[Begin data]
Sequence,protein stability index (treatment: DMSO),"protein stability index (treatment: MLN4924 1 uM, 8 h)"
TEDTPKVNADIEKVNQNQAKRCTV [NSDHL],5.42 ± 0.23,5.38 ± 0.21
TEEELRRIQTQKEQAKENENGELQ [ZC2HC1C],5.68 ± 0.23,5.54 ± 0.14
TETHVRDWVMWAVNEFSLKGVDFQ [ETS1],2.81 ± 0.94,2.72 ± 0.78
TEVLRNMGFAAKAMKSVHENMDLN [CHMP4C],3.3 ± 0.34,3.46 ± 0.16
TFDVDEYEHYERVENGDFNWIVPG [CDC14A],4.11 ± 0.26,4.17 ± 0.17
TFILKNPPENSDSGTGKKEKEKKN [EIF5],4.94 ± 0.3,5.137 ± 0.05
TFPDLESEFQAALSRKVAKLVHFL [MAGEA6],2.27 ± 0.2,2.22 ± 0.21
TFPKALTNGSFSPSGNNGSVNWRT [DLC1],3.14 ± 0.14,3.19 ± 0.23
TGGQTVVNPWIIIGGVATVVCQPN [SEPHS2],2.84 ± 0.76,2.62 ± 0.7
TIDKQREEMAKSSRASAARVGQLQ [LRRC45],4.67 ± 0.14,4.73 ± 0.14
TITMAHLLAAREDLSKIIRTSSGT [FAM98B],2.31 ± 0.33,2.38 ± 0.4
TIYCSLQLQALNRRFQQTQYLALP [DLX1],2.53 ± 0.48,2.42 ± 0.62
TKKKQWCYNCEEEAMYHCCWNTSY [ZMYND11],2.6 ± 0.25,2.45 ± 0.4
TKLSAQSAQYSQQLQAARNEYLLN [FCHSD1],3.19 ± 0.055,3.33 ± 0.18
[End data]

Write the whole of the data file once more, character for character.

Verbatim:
Sequence,protein stability index (treatment: DMSO),"protein stability index (treatment: MLN4924 1 uM, 8 h)"
TEDTPKVNADIEKVNQNQAKRCTV [NSDHL],5.42 ± 0.23,5.38 ± 0.21
TEEELRRIQTQKEQAKENENGELQ [ZC2HC1C],5.68 ± 0.23,5.54 ± 0.14
TETHVRDWVMWAVNEFSLKGVDFQ [ETS1],2.81 ± 0.94,2.72 ± 0.78
TEVLRNMGFAAKAMKSVHENMDLN [CHMP4C],3.3 ± 0.34,3.46 ± 0.16
TFDVDEYEHYERVENGDFNWIVPG [CDC14A],4.11 ± 0.26,4.17 ± 0.17
TFILKNPPENSDSGTGKKEKEKKN [EIF5],4.94 ± 0.3,5.137 ± 0.05
TFPDLESEFQAALSRKVAKLVHFL [MAGEA6],2.27 ± 0.2,2.22 ± 0.21
TFPKALTNGSFSPSGNNGSVNWRT [DLC1],3.14 ± 0.14,3.19 ± 0.23
TGGQTVVNPWIIIGGVATVVCQPN [SEPHS2],2.84 ± 0.76,2.62 ± 0.7
TIDKQREEMAKSSRASAARVGQLQ [LRRC45],4.67 ± 0.14,4.73 ± 0.14
TITMAHLLAAREDLSKIIRTSSGT [FAM98B],2.31 ± 0.33,2.38 ± 0.4
TIYCSLQLQALNRRFQQTQYLALP [DLX1],2.53 ± 0.48,2.42 ± 0.62
TKKKQWCYNCEEEAMYHCCWNTSY [ZMYND11],2.6 ± 0.25,2.45 ± 0.4
TKLSAQSAQYSQQLQAARNEYLLN [FCHSD1],3.19 ± 0.055,3.33 ± 0.18